A caveat proceeding is the formal method of contesting a will in Maryland. Only certain people have the right to file a caveat proceeding, and they must have adequate legal grounds to challenge the will or the court will not hear the case.
If you believe there is some wrongdoing associated with a will, you should consider talking to a probate attorney about filing a caveat proceeding. If there is no legal fault with the will, but you find the terms unfair, then you may need to seek relief elsewhere.
Reasons You are Allowed to Contest a Will Through a Caveat Proceeding
Maryland law allows people to challenge a will in court for specific reasons. In a caveat proceeding, you can allege that:
- There’s a newer version of the will. You need to produce a version that is valid and dated after the will at issue in the case.
- The will is not legally valid. If you can show that the will is lacking an essential element, such as legitimate witness signatures, then you have grounds to set aside the will.
- The person who made the will was not legally competent at the time. If you can prove that the testator didn’t understand what they were doing when they made or signed the will, then it can be declared invalid.
- The will was produced by fraud. You might be able to show that the signature is a forgery or that the person who created the will thought they were signing another type of document and didn’t realize they were executing a new will.
- Someone exerted undue influence. A will can be challenged on the grounds that someone pressured or coerced the testator to put in terms that they would not have otherwise.
At times, it can be hard to tell whether fraud or undue influence played a role in the creation of a will with unexpected terms. You might consider investigating the people and circumstances associated with the execution of the will, or talk to an attorney who could help you determine whether you might have a valid caveat claim.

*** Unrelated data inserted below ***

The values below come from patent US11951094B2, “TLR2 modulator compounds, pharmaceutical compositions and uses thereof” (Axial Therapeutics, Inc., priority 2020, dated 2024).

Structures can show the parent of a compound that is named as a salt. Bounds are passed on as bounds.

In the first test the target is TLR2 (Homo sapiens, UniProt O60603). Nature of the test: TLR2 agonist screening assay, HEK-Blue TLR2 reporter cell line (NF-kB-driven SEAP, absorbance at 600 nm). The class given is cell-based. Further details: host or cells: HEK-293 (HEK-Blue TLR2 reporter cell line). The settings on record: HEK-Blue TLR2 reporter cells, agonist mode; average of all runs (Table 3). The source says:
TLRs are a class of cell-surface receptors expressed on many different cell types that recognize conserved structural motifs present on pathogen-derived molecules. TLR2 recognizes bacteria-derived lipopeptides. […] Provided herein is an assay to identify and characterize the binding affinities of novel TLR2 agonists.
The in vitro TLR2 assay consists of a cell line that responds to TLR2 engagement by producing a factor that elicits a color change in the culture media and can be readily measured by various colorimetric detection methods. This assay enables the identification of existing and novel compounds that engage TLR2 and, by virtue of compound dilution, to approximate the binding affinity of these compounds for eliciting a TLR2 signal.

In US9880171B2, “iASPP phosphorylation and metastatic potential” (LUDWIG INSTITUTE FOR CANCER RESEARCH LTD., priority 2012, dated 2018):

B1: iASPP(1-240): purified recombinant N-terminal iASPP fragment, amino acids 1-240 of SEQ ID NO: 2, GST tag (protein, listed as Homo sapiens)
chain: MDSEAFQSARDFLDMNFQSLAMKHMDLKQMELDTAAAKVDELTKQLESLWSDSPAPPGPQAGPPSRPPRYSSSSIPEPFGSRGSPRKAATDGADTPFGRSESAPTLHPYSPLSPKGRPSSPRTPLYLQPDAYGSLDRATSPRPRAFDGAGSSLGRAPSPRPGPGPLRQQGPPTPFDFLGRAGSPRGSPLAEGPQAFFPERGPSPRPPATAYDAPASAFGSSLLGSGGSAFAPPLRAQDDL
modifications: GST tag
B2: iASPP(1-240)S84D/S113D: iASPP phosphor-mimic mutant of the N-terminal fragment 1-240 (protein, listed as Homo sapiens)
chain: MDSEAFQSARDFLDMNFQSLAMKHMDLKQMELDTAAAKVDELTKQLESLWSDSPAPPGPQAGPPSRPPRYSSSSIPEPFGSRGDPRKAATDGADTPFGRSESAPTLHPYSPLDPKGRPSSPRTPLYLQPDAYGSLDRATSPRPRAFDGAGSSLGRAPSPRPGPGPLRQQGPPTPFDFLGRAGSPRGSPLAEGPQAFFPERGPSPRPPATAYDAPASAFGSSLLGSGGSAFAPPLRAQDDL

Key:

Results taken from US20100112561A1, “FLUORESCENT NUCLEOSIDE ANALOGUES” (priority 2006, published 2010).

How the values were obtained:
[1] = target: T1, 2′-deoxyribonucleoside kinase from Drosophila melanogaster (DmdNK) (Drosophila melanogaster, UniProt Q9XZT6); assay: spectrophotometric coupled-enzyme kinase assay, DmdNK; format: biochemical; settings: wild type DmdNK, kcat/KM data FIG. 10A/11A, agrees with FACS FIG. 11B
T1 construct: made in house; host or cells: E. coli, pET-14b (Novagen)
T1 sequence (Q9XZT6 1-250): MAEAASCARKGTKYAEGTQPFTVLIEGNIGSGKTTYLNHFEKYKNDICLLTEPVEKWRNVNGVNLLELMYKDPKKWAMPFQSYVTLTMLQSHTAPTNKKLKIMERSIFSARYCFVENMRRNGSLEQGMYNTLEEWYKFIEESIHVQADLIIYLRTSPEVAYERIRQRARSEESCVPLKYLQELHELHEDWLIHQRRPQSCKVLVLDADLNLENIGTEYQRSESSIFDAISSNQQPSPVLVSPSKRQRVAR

People Who are Allowed to File a Caveat Proceeding
If the deceased person promised to leave you something in their will but did not, your disappointment alone does not make you eligible to file a caveat proceeding. The only individuals allowed to contest a will through a caveat proceeding are beneficiaries named in a will (including other versions of the will) and individuals who would otherwise inherit if there was no will. If you do not have the ability to contest a will through caveat, you may be able to pursue other legal remedies.
Talk to an Experienced Probate Attorney Soon if You Want to Contest a Will
Maryland law gives you very little time to act if you want to challenge a will through a caveat proceeding. If you believe that fraud or other circumstances give you valid reasons to contest a will, talk to the experienced probate attorneys at the Law Office of Ralph W. Powers, Jr., P.C. now to find out how we could assist.